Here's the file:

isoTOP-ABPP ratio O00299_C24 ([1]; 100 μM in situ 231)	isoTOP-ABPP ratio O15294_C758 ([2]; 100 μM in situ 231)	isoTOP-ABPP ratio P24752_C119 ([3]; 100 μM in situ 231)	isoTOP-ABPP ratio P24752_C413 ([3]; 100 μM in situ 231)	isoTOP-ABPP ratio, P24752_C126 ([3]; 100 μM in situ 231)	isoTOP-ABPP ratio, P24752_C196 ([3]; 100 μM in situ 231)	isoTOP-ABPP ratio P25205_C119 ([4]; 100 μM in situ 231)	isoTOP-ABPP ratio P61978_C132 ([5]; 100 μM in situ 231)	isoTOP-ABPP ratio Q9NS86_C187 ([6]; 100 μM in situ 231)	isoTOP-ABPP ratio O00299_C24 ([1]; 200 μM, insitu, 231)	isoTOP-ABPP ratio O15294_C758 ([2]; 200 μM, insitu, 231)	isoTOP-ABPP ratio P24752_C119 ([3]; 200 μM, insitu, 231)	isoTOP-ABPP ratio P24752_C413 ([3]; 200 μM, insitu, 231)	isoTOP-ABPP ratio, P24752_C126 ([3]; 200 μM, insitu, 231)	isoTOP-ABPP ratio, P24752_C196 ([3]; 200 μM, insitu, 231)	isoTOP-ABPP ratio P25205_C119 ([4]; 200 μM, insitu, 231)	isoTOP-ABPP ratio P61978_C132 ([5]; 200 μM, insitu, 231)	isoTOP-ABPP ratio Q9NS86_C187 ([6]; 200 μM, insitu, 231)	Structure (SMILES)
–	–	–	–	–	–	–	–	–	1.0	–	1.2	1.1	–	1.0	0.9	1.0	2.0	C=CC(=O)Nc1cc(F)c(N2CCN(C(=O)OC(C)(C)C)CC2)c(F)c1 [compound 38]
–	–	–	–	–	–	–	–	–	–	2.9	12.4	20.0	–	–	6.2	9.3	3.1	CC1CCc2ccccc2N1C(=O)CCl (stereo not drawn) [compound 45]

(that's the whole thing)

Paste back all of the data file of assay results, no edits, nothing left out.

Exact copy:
isoTOP-ABPP ratio O00299_C24 ([1]; 100 μM in situ 231)	isoTOP-ABPP ratio O15294_C758 ([2]; 100 μM in situ 231)	isoTOP-ABPP ratio P24752_C119 ([3]; 100 μM in situ 231)	isoTOP-ABPP ratio P24752_C413 ([3]; 100 μM in situ 231)	isoTOP-ABPP ratio, P24752_C126 ([3]; 100 μM in situ 231)	isoTOP-ABPP ratio, P24752_C196 ([3]; 100 μM in situ 231)	isoTOP-ABPP ratio P25205_C119 ([4]; 100 μM in situ 231)	isoTOP-ABPP ratio P61978_C132 ([5]; 100 μM in situ 231)	isoTOP-ABPP ratio Q9NS86_C187 ([6]; 100 μM in situ 231)	isoTOP-ABPP ratio O00299_C24 ([1]; 200 μM, insitu, 231)	isoTOP-ABPP ratio O15294_C758 ([2]; 200 μM, insitu, 231)	isoTOP-ABPP ratio P24752_C119 ([3]; 200 μM, insitu, 231)	isoTOP-ABPP ratio P24752_C413 ([3]; 200 μM, insitu, 231)	isoTOP-ABPP ratio, P24752_C126 ([3]; 200 μM, insitu, 231)	isoTOP-ABPP ratio, P24752_C196 ([3]; 200 μM, insitu, 231)	isoTOP-ABPP ratio P25205_C119 ([4]; 200 μM, insitu, 231)	isoTOP-ABPP ratio P61978_C132 ([5]; 200 μM, insitu, 231)	isoTOP-ABPP ratio Q9NS86_C187 ([6]; 200 μM, insitu, 231)	Structure (SMILES)
–	–	–	–	–	–	–	–	–	1.0	–	1.2	1.1	–	1.0	0.9	1.0	2.0	C=CC(=O)Nc1cc(F)c(N2CCN(C(=O)OC(C)(C)C)CC2)c(F)c1 [compound 38]
–	–	–	–	–	–	–	–	–	–	2.9	12.4	20.0	–	–	6.2	9.3	3.1	CC1CCc2ccccc2N1C(=O)CCl (stereo not drawn) [compound 45]